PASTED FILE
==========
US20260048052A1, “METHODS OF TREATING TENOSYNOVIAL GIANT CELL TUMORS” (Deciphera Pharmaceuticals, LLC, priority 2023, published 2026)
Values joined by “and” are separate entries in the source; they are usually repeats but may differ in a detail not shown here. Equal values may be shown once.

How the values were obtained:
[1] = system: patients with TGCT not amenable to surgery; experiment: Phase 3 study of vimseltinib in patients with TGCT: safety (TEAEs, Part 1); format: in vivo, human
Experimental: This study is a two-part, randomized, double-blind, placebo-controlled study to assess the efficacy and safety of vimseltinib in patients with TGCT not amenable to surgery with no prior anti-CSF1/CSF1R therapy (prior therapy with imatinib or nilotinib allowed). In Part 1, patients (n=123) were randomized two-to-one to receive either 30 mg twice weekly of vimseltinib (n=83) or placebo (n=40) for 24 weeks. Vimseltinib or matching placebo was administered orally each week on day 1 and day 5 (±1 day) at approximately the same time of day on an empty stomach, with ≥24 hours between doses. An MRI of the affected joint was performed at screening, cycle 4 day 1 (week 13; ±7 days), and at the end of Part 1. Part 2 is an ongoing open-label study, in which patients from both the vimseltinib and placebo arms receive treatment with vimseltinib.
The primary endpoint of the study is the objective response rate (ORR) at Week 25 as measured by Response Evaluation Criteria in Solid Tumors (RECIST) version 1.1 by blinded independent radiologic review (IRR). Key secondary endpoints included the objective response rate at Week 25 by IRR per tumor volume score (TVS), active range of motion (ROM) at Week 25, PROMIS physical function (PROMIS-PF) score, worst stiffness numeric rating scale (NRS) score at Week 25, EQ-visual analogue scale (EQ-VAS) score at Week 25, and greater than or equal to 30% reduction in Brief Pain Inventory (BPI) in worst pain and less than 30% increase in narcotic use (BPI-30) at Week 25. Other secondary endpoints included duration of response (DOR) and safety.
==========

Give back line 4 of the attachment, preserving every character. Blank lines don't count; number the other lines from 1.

[1] = system: patients with TGCT not amenable to surgery; experiment: Phase 3 study of vimseltinib in patients with TGCT: safety (TEAEs, Part 1); format: in vivo, human